World Bank is expected to be the growth rate of the Iraqi economy during 2016 to 3.1%
The World Bank is expected to be the growth rate of the Iraqi economy during 2016 to 3.1%
Author: AB, BS
Editor: AB, BS
Long-Presse / Baghdad
Expect the World Bank, on Monday, that the rate of growth of the Iraqi economy be during 2016, about 3.1% after reaching 0.5 in the last year, and attributed this to the recovery of oil sectors and non-oil and the presumption of diminished effects of appearance (Daash), as warned the exposure of the region's "high-risk" as a result of the possibility of escalation of conflicts and the continuing decline in oil prices, likely growth Middle East and North Africa's economy after the Iranian nuclear deal.
The World Bank said in a report received (range Press), a copy of which, "The growth rate in developing Middle East countries and North Africa continued at 2.5% in 2015," noting that "the accelerated pace of activity in most oil-importing countries compensated for the slowdown in activity in oil-exporting countries. "
The report added, "The decline in oil prices helped most oil-importing countries, to support the demand and allowed the government to reduce fuel subsidies," pointing to the "production and low investment in the oil sector and in the most oil-exporting countries, with the sharp decline in oil prices since mid-2014, and exposure Libya's economy for more pressure as a result of the ongoing conflict. "
Promised to the report, the signing of the agreement "a comprehensive plan of action common" to impose restrictions on Iran's nuclear program from the "Pivot developments in the region," stressing that "renewed optimism about the possible effects on the Iranian economy was born a great deal of interest among international investors."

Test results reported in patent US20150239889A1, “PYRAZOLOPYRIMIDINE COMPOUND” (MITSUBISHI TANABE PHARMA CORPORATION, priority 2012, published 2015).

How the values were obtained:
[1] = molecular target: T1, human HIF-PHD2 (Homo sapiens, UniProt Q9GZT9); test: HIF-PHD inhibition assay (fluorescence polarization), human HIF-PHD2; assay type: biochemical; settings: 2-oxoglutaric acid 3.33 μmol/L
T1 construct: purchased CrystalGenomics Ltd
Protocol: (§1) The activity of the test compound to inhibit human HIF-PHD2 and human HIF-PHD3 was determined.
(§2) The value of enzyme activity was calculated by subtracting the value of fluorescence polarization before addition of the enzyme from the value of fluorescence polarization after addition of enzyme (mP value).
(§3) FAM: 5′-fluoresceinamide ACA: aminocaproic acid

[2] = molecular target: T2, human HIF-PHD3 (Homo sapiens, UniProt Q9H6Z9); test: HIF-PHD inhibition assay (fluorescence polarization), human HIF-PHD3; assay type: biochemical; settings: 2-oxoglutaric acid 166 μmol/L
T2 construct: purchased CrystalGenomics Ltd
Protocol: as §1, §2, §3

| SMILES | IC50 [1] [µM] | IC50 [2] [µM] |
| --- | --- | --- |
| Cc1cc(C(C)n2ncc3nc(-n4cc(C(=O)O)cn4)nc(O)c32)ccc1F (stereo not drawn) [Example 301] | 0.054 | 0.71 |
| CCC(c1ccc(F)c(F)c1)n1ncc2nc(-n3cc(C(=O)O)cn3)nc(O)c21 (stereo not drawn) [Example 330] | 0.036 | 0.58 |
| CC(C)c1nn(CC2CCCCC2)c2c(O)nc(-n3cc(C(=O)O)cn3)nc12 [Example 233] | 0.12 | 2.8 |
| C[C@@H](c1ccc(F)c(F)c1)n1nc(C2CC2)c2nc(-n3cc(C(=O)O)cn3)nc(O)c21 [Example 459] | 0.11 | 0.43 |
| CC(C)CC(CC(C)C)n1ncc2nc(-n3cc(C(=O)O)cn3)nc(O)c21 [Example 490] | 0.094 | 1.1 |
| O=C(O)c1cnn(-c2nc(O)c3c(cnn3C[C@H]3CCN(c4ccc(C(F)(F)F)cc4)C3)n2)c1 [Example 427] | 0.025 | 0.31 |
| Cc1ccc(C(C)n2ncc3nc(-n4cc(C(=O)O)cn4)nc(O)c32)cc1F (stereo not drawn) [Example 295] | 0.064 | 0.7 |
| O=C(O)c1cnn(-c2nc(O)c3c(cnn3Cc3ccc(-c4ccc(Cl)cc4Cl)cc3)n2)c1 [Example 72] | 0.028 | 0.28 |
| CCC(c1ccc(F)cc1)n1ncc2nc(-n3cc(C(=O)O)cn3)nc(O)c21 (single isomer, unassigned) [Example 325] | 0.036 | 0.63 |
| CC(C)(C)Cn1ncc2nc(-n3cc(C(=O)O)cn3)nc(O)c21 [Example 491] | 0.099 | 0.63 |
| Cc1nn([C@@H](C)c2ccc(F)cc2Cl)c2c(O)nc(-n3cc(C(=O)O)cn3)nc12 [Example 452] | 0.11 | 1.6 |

The report emphasized that "the absence of references to the decline of the effects of conflict witnessed in the Middle East and North Africa in 2015," noting that "the number of people who left their country because of the conflict unprecedented."
The report predicted that "the growth rebound in Iraq to 3.1% in 2016, after reaching 0.5% in 2015," attributing it to "the recovery of oil and non-oil sectors."
The report, "The spending cuts will help to reduce the public budget deficit," explaining that "those predictions are based on the presumption of diminished economic impacts resulting from the emergence of (Daash)."
It favored the report, that "the increasing rate of growth in the Middle East and North Africa region to 5.1% in 2016, after the suspension or lifting of sanctions economic imposed on Iran, which will allow it to play a greater role in global energy markets," expected to "grow the Iranian economy strongly to score 5.8% compared with 1.9% in 2015, in the case of Iran has fulfilled its obligations under the agreement. "
Forecasts report, that "Egypt will witness a moderate growth of 3.8% in the fiscal year ending in June 2016, compared with 4.2% in the fiscal year that ended in June 2015," warning of "serious risks may be exposed to the region due to the possibility of escalation of conflicts and the continued decline in oil prices, and the failure to improve living conditions. "
The promise of the report, that "could trigger social unrest," asserting that "the continuing conflict has inflicted serious damage to economic activity in Iraq, Libya, Syria and Yemen as a result of the loss of life, and the departure of skilled workers, and the destruction of infrastructure, and impeding the movement of trade."
The report went on, that "countries that do not suffer from conflicts also faces challenges due to the impact of security risks and uncertainty of the political situation in the confidence of consumers, businesses and investors, after Egypt witnessed two governments in the second half of 2015, and the absence of a president for Lebanon since 2014".
It noted the report, that "the terrorist attacks on tourists in Egypt and Tunisia in 2015 damaged the tourism sector", stressing that "the depletion of flows of hard currency in Egypt from the introduction of the tourism sector in the recession, will lead to a weakening of growth, increasing shortage of foreign currency."
He concluded the report, that "the labor market in the region, the situation has worsened in comparison with other developing regions, have not improved since the Arab Spring uprisings," revealing "the arrival of the unemployment rate in Algeria, Egypt, Morocco and Tunisia to the highest of levels in 2010", they returned that "this It may contribute to social unrest. "